Bennet Announces Colorado Springs as Finalist for U.S. Space Command Permanent Headquarters

Colorado News

DENVER, Colo. –– Today, Colorado U.S. Senator Michael Bennet, a member of the Senate Select Committee on Intelligence, announced that Colorado Springs is among the U.S. Air Force’s finalists for the U.S. Space Command headquarters permanent basing decision. Space Command is provisionally headquartered at Peterson Air Force Base (AFB) in Colorado Springs for the next six years until the Air Force establishes a permanent base. The other finalists include Kirtland AFB in Albuquerque, New Mexico; Patrick AFB in Brevard County, Florida; Offutt AFB in Bellevue, Nebraska; Redstone Arsenal in Huntsville, Alabama; and Joint Base San Antonio in San Antonio, Texas. 

“Congratulations to Colorado Springs on being named a finalist to be the permanent home of U.S. Space Command. I also offer my gratitude and congratulations to all those across Colorado, especially the Aurora community, who have worked tirelessly for the last year to reinforce Colorado’s identity as the epicenter of the nation’s national security space mission,” said Bennet. “With our infrastructure, innovation, work force, and commitment to the space mission, there is no better permanent home for U.S. Space Command than Colorado. I look forward to the final selection in the near future.”

In the National Defense Authorization Act for Fiscal Year 2019, which became law in August 2018, Congress directed the Department of Defense (DoD) to establish U.S. Space Command under U.S. Strategic Command. In December 2018, President Donald Trump signed an executive order to create Space Command separate from U.S. Strategic Command, and officially announced the creation of Space Command in August 2019. In May, the Air Force announced an open bidding process to select the permanent location of the Space Command headquarters. In June, Colorado Springs and Aurora self-nominated to become the permanent home to Space Command.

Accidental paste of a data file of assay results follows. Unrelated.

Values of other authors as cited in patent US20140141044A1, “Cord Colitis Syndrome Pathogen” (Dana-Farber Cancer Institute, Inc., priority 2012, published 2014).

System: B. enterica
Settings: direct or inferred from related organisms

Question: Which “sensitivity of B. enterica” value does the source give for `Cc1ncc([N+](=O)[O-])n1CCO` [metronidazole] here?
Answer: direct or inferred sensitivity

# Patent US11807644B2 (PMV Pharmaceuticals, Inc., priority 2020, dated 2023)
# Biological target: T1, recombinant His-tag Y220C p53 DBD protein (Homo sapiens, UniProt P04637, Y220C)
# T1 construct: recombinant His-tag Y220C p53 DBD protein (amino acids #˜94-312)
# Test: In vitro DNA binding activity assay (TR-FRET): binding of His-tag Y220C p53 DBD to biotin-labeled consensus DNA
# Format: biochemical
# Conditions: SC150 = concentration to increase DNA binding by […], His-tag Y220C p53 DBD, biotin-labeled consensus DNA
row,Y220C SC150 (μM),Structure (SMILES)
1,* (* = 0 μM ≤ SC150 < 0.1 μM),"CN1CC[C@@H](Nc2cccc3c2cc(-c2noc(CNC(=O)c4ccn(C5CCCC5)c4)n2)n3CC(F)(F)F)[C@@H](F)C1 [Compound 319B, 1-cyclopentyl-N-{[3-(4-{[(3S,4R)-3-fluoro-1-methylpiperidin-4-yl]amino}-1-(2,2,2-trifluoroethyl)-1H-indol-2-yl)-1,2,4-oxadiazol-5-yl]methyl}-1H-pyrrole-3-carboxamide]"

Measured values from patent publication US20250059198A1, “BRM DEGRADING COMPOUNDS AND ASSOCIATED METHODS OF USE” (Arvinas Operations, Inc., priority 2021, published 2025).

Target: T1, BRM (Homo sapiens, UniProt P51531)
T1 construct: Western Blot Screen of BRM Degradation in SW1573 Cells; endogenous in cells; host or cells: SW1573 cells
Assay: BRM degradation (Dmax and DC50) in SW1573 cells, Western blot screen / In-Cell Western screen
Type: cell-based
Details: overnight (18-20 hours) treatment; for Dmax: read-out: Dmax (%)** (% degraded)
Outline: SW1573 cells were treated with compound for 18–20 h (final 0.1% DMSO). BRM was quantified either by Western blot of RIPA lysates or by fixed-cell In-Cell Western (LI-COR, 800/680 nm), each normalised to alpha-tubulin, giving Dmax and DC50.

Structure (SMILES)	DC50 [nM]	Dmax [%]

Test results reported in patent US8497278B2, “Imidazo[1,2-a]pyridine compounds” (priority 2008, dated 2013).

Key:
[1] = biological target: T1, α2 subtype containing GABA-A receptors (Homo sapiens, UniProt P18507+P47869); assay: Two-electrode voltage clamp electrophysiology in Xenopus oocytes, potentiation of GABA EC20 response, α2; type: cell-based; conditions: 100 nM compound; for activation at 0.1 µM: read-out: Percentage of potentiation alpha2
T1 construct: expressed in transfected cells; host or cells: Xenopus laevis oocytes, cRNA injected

Background

In 2019, Bennet and U.S. Senator Cory Gardner (R-Colo.) led the Colorado Delegation in writing to then-Acting Secretary of Defense Patrick Shanahan and writing to the then-Acting Secretary of the Air Force Matthew Donovan and then-Commander of U.S. Space Command General Jay Raymond to emphasize what Colorado offers as a candidate to be the permanent home of U.S. Space Command. Bennet and Gardner also published an op-ed in the Colorado Springs Gazette advocating for the basing decision. Following the White House’s official announcement of the creation of U.S. Space Command in August 2019, the entire Colorado Congressional Delegation reiterated their call for the headquarters to be reestablished in Colorado. In the original basing decision process, of the six possible locations named by the Air Force, four were in Colorado: Peterson AFB, Schriever AFB, Buckley AFB, and Cheyenne Mountain Air Force Station. In the fall of 2019, the Air Force named Peterson AFB the temporary home to U.S. Space Command. 

In December 2019, Bennet met with Secretary of the Air Force Barbara Barrett and spoke with the Commander of U.S. Space Command General John W. Raymond to discuss the importance of a focus on national security space and to double down on his support for basing Space Command in Colorado.